Mexico Manufacturing: Total Costs of Nearshoring Production

September 29, 2011

When manufacturing executives are tasked by their respective boards and ownership to calculate the costs of operating a Mexico manufacturing facility, there is often a tendency to place an undue amount emphasis on the cost of labor.  In addition to the cost of both direct and indirect Mexican labor, there are many items that must be factored into any studies aimed at determining the total “all-in” cost of Manufacturing in Mexico.  Determining the total cost of manufacturing in Mexico should be the goal of any analysis.

Executives must closely examine and estimate the following:

  • Projected customs brokers fees and duties, going both in and out of Mexico.
  • Estimated Mexico freight and transportation costs of shipping inputs and machinery to the plant and shipping finished product to the customer.
  • Possible Mexican employee transportation costs (usually in the form of busing).
  • Depending on the Mexican labor market that the plant is to operate in, the costs of additional benefits paid to employees in the form of monies and/or goods and services.
  • Projected costs of utilities needed to heat and cool the plant and to run lighting and production equipment.
  • Estimated communications costs.  This item includes: telephone, IT infrastructure, Internet access hardware and software.
  • Estimated MRO purchases in Mexico.  These include consumables items that are utilized in the production facility, and may include things like solvents, cleaning materials.
  • Listed price of Mexican industrial real-estate in the market(s) under consideration.

Estimates of the following additional Mexico manufacturing plant cost categories must be examined and calculated:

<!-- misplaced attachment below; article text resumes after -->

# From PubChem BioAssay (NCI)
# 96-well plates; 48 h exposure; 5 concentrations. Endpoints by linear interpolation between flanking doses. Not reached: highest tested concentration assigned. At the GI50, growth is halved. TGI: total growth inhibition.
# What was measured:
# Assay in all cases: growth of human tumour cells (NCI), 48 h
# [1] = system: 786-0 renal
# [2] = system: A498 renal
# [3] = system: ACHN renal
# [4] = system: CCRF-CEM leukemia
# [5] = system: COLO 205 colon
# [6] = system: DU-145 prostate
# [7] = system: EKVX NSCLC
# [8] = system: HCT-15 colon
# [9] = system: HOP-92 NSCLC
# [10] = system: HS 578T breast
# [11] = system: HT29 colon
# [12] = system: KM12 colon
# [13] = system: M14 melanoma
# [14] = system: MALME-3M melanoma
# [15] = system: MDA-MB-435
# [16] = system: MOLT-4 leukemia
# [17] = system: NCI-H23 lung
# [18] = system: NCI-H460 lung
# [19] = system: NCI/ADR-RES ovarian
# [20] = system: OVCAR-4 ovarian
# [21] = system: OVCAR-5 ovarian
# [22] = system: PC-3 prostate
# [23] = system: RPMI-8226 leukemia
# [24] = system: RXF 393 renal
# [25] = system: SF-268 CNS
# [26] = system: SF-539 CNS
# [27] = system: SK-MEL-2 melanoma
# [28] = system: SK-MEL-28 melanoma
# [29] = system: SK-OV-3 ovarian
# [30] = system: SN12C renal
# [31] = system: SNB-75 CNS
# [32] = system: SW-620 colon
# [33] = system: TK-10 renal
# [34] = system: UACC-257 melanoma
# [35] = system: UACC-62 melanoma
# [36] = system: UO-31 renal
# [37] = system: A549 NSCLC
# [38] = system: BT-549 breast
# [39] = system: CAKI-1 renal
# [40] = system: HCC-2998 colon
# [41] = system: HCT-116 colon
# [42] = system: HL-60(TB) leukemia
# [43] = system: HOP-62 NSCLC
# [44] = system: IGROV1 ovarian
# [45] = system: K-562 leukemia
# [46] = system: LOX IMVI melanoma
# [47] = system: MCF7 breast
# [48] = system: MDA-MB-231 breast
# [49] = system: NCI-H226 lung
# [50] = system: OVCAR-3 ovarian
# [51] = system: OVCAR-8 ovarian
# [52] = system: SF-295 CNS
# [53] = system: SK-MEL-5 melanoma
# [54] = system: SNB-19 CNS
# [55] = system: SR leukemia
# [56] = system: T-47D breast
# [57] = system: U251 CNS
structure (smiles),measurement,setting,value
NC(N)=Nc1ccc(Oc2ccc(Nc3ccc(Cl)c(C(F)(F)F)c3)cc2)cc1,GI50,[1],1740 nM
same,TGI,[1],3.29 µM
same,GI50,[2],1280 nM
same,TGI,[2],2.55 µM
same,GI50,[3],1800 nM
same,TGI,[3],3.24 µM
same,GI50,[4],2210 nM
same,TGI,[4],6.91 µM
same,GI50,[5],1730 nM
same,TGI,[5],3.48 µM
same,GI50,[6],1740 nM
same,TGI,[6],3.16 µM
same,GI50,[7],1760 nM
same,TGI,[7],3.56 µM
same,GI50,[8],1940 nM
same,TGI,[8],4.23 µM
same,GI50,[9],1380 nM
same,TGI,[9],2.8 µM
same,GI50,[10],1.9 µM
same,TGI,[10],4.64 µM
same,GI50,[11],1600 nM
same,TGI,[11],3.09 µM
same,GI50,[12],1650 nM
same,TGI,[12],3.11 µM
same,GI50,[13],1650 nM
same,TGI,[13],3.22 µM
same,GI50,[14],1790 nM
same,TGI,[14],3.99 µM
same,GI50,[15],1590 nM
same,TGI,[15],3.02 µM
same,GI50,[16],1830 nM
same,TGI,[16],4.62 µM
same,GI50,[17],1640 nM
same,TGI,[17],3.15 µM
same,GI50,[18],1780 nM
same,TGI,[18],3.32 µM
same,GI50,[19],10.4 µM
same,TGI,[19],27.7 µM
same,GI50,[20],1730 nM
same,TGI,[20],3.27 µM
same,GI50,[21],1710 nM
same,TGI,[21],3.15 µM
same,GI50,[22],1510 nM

• Office supplies such as furniture, paper, computers, etc.
  • Medical supplies that must be on hand in case of accident or injury.
  • Maintenance equipment for the upkeep and calibration of machinery.
  • Cleaning materials for offices, common areas, bathrooms and the shop floor.
  • Travel expenses that accrue as a result of the need to move between various company manufacturing sites.
  • Vehicles that will be required by plant personnel to perform company business.
  • Insurance on automobiles, and on key employees.
  • Rent for a property that may be kept by a company to house visiting customers.
  • Petty cash.
  • Extra pay for special bonuses or early vacation pay.
  • Miscellaneous outside services
  • Garbage collection

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New manufacturers in Mexico also are often subject to the payment of many of the following one-time costs:

  • Water, gas and sewer hook-ups
  • Telephone line(s) installation
  • Electrical hook-ups
  • Leasehold improvements on rented Mexican industrial buildings
  • Installation of time-attendance equipment and payroll and accounting software
  • Customs permits
  • Operating permits
  • Lease documentation

The cost of operating a nearshore manufacturing in Mexico facility is not the function of a calculation of the cost of Mexican labor.  To get the true picture of costs (one that can be compared to what a company is currently paying to produce its product or products) an exhaustive study must be conducted to get accurate information that will create the conditions for optimal decision-making by company ownership.   


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